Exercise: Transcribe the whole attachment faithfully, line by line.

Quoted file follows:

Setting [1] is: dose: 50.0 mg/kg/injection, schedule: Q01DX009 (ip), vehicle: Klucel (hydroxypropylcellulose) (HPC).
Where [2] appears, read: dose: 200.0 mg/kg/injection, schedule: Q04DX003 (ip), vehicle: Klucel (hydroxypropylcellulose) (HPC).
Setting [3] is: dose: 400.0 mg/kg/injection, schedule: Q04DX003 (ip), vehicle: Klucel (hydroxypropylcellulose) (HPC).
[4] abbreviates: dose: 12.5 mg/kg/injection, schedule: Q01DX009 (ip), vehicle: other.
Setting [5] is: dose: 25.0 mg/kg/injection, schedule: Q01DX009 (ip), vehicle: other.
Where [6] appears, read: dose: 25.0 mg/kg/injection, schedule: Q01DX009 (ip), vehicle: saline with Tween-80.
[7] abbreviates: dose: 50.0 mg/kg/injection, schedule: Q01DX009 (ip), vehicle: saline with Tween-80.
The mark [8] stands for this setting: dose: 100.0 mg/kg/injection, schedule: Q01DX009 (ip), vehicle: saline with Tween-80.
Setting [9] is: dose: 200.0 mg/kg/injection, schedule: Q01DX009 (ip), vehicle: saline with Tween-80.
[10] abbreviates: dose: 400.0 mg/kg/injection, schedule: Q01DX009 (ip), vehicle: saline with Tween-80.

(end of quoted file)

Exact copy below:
Setting [1] is: dose: 50.0 mg/kg/injection, schedule: Q01DX009 (ip), vehicle: Klucel (hydroxypropylcellulose) (HPC).
Where [2] appears, read: dose: 200.0 mg/kg/injection, schedule: Q04DX003 (ip), vehicle: Klucel (hydroxypropylcellulose) (HPC).
Setting [3] is: dose: 400.0 mg/kg/injection, schedule: Q04DX003 (ip), vehicle: Klucel (hydroxypropylcellulose) (HPC).
[4] abbreviates: dose: 12.5 mg/kg/injection, schedule: Q01DX009 (ip), vehicle: other.
Setting [5] is: dose: 25.0 mg/kg/injection, schedule: Q01DX009 (ip), vehicle: other.
Where [6] appears, read: dose: 25.0 mg/kg/injection, schedule: Q01DX009 (ip), vehicle: saline with Tween-80.
[7] abbreviates: dose: 50.0 mg/kg/injection, schedule: Q01DX009 (ip), vehicle: saline with Tween-80.
The mark [8] stands for this setting: dose: 100.0 mg/kg/injection, schedule: Q01DX009 (ip), vehicle: saline with Tween-80.
Setting [9] is: dose: 200.0 mg/kg/injection, schedule: Q01DX009 (ip), vehicle: saline with Tween-80.
[10] abbreviates: dose: 400.0 mg/kg/injection, schedule: Q01DX009 (ip), vehicle: saline with Tween-80.